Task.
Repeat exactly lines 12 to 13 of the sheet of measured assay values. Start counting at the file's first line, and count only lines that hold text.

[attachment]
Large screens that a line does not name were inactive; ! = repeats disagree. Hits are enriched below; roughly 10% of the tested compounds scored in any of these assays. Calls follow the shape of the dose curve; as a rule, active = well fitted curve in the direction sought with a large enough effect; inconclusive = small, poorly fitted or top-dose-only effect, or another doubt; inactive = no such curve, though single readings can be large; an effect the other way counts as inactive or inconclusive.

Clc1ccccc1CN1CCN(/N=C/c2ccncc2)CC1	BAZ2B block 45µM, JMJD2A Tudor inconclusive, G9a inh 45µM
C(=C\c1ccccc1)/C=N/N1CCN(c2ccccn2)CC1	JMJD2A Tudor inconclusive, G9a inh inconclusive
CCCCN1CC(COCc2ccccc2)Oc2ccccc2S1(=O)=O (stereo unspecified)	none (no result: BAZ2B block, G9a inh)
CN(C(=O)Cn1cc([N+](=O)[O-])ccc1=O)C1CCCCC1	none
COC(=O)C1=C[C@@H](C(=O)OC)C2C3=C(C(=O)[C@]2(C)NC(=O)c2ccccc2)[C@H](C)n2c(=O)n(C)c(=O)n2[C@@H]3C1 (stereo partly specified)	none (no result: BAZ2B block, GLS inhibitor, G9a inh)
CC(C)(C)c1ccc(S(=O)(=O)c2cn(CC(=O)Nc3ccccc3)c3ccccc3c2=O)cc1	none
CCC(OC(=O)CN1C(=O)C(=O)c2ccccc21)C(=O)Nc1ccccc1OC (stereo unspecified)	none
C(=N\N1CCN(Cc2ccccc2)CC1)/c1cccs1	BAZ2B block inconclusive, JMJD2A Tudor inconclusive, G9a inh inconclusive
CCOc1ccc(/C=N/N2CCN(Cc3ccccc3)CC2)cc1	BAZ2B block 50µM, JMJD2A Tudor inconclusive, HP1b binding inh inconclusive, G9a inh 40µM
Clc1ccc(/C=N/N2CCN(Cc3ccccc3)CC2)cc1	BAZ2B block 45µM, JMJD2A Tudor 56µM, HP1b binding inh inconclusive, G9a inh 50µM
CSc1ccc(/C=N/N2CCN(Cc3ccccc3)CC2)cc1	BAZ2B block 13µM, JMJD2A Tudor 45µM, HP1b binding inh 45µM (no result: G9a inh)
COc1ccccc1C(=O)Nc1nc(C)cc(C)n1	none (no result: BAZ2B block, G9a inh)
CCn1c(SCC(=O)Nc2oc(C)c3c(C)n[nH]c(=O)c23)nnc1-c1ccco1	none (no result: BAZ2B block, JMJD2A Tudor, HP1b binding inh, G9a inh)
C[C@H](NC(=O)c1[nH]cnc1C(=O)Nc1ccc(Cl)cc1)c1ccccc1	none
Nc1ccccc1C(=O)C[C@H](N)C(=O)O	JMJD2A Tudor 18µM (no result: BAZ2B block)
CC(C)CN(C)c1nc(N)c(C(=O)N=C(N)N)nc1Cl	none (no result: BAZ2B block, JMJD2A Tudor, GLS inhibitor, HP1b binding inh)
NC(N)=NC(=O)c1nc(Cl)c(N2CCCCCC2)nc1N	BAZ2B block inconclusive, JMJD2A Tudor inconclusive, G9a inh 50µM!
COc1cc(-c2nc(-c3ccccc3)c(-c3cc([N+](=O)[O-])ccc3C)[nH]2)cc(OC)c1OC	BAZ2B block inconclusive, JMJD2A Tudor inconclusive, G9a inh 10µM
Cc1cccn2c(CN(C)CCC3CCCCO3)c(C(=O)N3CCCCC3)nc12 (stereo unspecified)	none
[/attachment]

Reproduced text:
CSc1ccc(/C=N/N2CCN(Cc3ccccc3)CC2)cc1	BAZ2B block 13µM, JMJD2A Tudor 45µM, HP1b binding inh 45µM (no result: G9a inh)
COc1ccccc1C(=O)Nc1nc(C)cc(C)n1	none (no result: BAZ2B block, G9a inh)